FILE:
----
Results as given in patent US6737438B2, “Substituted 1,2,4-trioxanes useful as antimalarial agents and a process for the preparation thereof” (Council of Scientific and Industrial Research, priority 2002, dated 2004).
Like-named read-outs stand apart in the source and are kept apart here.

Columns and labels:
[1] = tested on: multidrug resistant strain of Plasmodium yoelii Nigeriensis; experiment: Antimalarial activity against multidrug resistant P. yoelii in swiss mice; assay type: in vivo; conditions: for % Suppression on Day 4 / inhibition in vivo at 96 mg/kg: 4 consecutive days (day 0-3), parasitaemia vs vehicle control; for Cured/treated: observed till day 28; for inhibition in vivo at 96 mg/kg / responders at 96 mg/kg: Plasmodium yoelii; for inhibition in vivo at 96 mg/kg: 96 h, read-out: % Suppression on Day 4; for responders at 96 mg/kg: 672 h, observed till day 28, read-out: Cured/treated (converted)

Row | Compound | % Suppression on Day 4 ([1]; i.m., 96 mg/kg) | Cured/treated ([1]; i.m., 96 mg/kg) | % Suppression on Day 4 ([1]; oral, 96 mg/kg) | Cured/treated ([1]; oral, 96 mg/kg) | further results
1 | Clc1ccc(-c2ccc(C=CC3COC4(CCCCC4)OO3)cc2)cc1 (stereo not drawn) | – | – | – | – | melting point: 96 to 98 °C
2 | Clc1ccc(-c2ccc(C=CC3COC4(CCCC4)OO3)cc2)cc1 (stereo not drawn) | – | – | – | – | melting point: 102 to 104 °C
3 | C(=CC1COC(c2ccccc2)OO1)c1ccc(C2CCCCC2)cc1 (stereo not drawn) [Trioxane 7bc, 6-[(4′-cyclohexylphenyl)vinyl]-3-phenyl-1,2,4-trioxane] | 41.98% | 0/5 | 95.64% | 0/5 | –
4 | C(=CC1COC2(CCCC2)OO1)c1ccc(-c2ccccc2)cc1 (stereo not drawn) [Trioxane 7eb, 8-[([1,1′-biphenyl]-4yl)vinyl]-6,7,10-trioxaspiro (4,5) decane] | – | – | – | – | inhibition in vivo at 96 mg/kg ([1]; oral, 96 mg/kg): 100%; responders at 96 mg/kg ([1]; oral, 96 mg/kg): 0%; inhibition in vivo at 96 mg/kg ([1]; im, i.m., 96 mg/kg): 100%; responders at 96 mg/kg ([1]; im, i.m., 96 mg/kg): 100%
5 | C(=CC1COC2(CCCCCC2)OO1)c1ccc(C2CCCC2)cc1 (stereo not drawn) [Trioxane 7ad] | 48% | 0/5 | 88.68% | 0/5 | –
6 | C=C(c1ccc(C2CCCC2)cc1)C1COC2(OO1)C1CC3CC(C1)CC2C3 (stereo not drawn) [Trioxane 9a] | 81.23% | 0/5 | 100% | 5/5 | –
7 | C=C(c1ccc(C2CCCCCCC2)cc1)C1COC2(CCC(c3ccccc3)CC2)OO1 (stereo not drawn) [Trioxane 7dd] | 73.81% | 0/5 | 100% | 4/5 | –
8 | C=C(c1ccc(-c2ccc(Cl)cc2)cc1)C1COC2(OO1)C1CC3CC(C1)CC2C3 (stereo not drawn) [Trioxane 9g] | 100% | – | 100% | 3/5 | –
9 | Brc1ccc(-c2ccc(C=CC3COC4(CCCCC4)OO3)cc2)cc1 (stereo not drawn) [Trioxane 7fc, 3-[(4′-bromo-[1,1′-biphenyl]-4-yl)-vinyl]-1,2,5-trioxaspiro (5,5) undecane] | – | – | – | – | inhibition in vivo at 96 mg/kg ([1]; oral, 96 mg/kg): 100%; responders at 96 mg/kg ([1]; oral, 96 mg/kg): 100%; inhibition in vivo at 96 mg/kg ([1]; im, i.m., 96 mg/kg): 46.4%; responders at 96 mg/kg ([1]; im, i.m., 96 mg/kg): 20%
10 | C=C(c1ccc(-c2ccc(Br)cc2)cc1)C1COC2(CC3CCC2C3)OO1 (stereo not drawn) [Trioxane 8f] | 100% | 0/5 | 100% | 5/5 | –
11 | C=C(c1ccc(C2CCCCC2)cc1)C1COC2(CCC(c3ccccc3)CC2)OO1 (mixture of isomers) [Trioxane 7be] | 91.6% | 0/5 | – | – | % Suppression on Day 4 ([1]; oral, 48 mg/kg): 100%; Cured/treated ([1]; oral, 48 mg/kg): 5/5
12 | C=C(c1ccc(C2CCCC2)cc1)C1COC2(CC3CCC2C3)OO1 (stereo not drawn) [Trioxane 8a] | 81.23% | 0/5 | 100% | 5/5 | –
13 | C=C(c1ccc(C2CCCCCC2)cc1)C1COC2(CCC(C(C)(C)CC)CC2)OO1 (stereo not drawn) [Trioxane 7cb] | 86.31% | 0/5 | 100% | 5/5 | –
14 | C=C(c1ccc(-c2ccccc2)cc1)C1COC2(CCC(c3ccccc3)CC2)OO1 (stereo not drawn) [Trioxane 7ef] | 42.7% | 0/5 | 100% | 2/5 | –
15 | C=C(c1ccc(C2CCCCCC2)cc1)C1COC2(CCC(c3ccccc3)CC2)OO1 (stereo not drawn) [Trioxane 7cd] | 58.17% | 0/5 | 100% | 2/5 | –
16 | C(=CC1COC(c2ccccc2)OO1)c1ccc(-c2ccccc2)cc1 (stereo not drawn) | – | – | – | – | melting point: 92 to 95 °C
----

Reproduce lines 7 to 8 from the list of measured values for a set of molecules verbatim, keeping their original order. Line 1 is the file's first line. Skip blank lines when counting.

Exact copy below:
2 | Clc1ccc(-c2ccc(C=CC3COC4(CCCC4)OO3)cc2)cc1 (stereo not drawn) | – | – | – | – | melting point: 102 to 104 °C
3 | C(=CC1COC(c2ccccc2)OO1)c1ccc(C2CCCCC2)cc1 (stereo not drawn) [Trioxane 7bc, 6-[(4′-cyclohexylphenyl)vinyl]-3-phenyl-1,2,4-trioxane] | 41.98% | 0/5 | 95.64% | 0/5 | –